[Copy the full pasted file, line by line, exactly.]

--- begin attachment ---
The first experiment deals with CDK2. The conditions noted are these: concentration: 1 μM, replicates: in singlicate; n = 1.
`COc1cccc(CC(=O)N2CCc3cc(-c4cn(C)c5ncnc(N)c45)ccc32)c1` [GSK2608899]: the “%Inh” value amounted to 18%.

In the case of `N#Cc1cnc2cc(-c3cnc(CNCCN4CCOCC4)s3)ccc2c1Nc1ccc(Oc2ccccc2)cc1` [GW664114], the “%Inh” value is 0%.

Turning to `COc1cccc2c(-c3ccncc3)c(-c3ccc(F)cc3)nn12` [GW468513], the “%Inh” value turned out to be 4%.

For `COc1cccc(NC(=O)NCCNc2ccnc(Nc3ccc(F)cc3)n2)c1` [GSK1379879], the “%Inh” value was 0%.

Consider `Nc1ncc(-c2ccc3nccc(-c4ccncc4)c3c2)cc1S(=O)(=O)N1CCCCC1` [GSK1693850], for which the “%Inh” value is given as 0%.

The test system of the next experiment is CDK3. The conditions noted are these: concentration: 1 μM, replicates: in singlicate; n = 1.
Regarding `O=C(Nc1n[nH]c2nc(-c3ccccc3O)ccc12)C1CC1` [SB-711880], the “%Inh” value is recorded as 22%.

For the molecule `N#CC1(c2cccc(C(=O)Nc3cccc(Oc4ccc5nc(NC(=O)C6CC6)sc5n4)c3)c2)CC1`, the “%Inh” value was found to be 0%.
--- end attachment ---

The first experiment deals with CDK2. The conditions noted are these: concentration: 1 μM, replicates: in singlicate; n = 1.
`COc1cccc(CC(=O)N2CCc3cc(-c4cn(C)c5ncnc(N)c45)ccc32)c1` [GSK2608899]: the “%Inh” value amounted to 18%.

In the case of `N#Cc1cnc2cc(-c3cnc(CNCCN4CCOCC4)s3)ccc2c1Nc1ccc(Oc2ccccc2)cc1` [GW664114], the “%Inh” value is 0%.

Turning to `COc1cccc2c(-c3ccncc3)c(-c3ccc(F)cc3)nn12` [GW468513], the “%Inh” value turned out to be 4%.

For `COc1cccc(NC(=O)NCCNc2ccnc(Nc3ccc(F)cc3)n2)c1` [GSK1379879], the “%Inh” value was 0%.

Consider `Nc1ncc(-c2ccc3nccc(-c4ccncc4)c3c2)cc1S(=O)(=O)N1CCCCC1` [GSK1693850], for which the “%Inh” value is given as 0%.

The test system of the next experiment is CDK3. The conditions noted are these: concentration: 1 μM, replicates: in singlicate; n = 1.
Regarding `O=C(Nc1n[nH]c2nc(-c3ccccc3O)ccc12)C1CC1` [SB-711880], the “%Inh” value is recorded as 22%.

For the molecule `N#CC1(c2cccc(C(=O)Nc3cccc(Oc4ccc5nc(NC(=O)C6CC6)sc5n4)c3)c2)CC1`, the “%Inh” value was found to be 0%.